Biological therapy or Immunotherapy
Low grade and early stage cancers can be treated by inducing the immune system to fight the cancer cells and kill them. This is called biological therapy or immunotherapy. The most common form of biological therapy is Bacillus Calmette-Guerin therapy (BCG). This bacterium is associated with the bacterium that causes tuberculosis (TB). In BCG therapy, a catheter is used to insert this bacterium into the bladder.
What is intravesical BCG
The BCG bacteria activate the immune system cells, which are then able to fight any bladder cancer cells that are present. This can be put into the bladder as a liquid which is known as intravesical BCG. This treatment is prescribed for once a week for 6 weeks. It often begins shortly carrying out a TUR. A TUR (or transurethral resection) is a surgical procedure that is used to diagnose bladder cancer as well as remove tumor lumps from the bladder.
Another immunotherapy option are interferons. IFNs are a group of signalling proteins that fight infection. A virus-infected cell releases interferons causing surrounding cells to heighten their antiviral defenses. Synthetic versions of interferons help fight bladder cancer, sometimes in combination with BCG.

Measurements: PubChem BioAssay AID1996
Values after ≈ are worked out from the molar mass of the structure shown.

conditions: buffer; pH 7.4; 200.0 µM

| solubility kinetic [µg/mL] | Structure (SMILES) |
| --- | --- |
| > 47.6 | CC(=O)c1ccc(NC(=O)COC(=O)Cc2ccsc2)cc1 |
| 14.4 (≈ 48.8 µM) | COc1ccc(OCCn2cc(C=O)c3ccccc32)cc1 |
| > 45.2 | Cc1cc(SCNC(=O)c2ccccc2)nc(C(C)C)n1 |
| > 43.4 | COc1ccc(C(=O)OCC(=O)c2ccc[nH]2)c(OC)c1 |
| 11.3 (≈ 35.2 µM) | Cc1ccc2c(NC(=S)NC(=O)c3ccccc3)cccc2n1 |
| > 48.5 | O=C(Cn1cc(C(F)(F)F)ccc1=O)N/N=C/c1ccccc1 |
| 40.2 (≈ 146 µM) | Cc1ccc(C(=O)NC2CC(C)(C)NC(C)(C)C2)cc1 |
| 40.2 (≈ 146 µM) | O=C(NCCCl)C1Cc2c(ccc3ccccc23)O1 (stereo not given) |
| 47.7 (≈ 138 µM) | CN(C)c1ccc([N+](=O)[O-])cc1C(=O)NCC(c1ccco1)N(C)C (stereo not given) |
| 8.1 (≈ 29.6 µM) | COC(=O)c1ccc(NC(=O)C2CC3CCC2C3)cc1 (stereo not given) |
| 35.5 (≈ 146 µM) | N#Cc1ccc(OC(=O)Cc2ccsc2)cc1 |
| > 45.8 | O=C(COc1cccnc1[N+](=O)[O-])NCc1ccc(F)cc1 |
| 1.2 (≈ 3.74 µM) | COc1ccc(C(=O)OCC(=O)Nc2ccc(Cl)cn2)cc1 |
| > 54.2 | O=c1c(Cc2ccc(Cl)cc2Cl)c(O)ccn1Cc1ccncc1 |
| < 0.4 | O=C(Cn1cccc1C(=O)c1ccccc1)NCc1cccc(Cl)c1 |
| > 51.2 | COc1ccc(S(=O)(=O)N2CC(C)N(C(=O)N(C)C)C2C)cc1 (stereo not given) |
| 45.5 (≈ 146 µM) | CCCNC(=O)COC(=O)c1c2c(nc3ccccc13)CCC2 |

Possible side effects of immunotherapy
Common side effects of these drugs include:
- Nausea and vomiting
- Loss of appetite
- Urinary tract infections (UTIs)
- Rash and skin allergies
Less often, more serious side effects can occur. These drugs work by basically taking the brakes off the body’s immune system. Sometimes the immune system starts attacking other parts of the body, which can cause serious or even life-threatening problems in the lungs, intestines, liver, hormone-making glands, or other organs.
It’s very important to report any new side effects to your health care team right away. If serious side effects do occur, treatment may need to be stopped and you may get high doses of steroids to suppress your immune system.
Read more on how to prevent bladder cancer.